Change is maddeningly inevitable

To broaden or not broaden the GNU/Linux user base. This topic has generated a ton of discussion and emotion within the community. Whatever your particular stance, one thing is guaranteed. Change! And human beings are typically adverse to Change!

Change is maddeningly inevitable. Change may be planned, such as a wedding. Change may be unplanned, such as a job termination. Change may be hard-earned, such as a graduation. Change may be filled with energy and hope. Change may be filled with uncertainty and doubt.

Change is an integral part of our life-fabric

Reclaiming ICT education - Why free software is a necessity in schools

My formal education in computing ended at the age of 14, about six weeks into a GCSE (The UK equivalent of the US's High School Diploma) course in ICT. I've had a lifelong passion for computers, but despite this, I opted instead to study Design and Technology and never looked back.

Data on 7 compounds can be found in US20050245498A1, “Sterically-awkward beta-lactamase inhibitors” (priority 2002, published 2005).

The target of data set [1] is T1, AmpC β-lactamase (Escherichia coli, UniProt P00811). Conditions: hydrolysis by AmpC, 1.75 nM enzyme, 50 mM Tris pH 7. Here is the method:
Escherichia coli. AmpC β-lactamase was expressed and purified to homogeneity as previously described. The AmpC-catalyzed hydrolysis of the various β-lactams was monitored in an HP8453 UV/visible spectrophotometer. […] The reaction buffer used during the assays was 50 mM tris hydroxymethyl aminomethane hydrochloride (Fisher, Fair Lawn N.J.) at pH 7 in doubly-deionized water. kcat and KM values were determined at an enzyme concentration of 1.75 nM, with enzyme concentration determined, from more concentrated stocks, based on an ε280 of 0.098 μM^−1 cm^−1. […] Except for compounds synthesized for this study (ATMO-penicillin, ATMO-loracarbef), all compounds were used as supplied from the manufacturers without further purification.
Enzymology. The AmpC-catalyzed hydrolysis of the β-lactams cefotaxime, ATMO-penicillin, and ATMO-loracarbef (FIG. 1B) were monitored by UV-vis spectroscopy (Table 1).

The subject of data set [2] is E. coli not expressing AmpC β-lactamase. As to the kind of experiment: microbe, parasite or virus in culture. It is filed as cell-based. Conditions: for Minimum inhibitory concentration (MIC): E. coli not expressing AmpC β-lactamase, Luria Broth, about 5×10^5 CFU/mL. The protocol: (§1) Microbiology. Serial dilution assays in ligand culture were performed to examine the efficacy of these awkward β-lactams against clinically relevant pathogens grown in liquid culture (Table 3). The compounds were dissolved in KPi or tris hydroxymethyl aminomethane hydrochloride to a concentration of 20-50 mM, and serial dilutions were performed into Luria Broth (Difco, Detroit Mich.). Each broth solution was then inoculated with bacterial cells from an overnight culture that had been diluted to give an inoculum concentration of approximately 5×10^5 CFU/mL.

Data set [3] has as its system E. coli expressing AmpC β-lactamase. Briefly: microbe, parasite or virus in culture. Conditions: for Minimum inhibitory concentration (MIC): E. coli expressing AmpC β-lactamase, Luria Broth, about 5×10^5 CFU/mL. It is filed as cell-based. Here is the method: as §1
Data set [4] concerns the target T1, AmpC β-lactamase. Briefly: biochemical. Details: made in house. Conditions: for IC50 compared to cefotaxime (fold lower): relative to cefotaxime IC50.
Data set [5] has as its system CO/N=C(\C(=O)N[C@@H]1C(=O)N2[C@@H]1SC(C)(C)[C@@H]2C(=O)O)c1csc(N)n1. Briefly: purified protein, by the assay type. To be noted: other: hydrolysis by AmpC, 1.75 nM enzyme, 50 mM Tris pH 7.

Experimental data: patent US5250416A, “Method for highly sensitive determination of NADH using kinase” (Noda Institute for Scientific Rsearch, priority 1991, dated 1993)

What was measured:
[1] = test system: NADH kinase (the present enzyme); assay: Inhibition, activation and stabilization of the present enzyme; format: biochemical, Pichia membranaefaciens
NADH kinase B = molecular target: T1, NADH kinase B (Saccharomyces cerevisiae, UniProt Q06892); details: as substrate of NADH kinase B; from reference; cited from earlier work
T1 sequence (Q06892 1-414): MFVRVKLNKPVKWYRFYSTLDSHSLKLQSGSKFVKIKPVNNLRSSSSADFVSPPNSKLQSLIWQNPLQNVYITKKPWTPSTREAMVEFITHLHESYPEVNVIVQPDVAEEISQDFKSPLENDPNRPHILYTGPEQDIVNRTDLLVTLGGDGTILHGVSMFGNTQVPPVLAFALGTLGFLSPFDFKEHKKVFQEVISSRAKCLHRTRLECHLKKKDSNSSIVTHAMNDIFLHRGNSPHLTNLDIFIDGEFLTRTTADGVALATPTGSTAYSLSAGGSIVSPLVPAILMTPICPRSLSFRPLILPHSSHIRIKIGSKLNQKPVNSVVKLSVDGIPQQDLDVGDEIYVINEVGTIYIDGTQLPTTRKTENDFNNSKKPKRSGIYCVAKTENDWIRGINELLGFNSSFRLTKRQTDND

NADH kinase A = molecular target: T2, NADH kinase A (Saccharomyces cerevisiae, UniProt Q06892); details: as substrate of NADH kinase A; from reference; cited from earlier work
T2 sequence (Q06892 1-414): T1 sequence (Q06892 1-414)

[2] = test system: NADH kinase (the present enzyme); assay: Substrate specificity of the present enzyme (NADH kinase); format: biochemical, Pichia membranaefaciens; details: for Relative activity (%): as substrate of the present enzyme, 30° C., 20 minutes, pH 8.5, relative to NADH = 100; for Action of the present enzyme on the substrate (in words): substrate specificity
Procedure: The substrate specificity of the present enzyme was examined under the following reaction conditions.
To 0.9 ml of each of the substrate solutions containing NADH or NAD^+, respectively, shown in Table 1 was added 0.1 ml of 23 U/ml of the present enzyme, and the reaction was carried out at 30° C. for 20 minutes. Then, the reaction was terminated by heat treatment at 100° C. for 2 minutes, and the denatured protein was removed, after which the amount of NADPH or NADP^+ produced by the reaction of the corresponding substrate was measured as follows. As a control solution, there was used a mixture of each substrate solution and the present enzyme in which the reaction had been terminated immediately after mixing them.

Fork off Mr Ballmer!

Any serious, committed user of GNU/Linux who hasn’t heard about the Microsoft/Novell deal has either been slightly dead or at the bottom of an Albanian tin mine shaft wearing a particularly sturdy pair of ear muffs.

Seriously though, the digital wires have been humming back and forth with the original story and the chain-reaction stemming from it. Is it all a storm in a teacup, an over-action? And, does it really matter to the mere, humble end-user like me? I think that it does matter.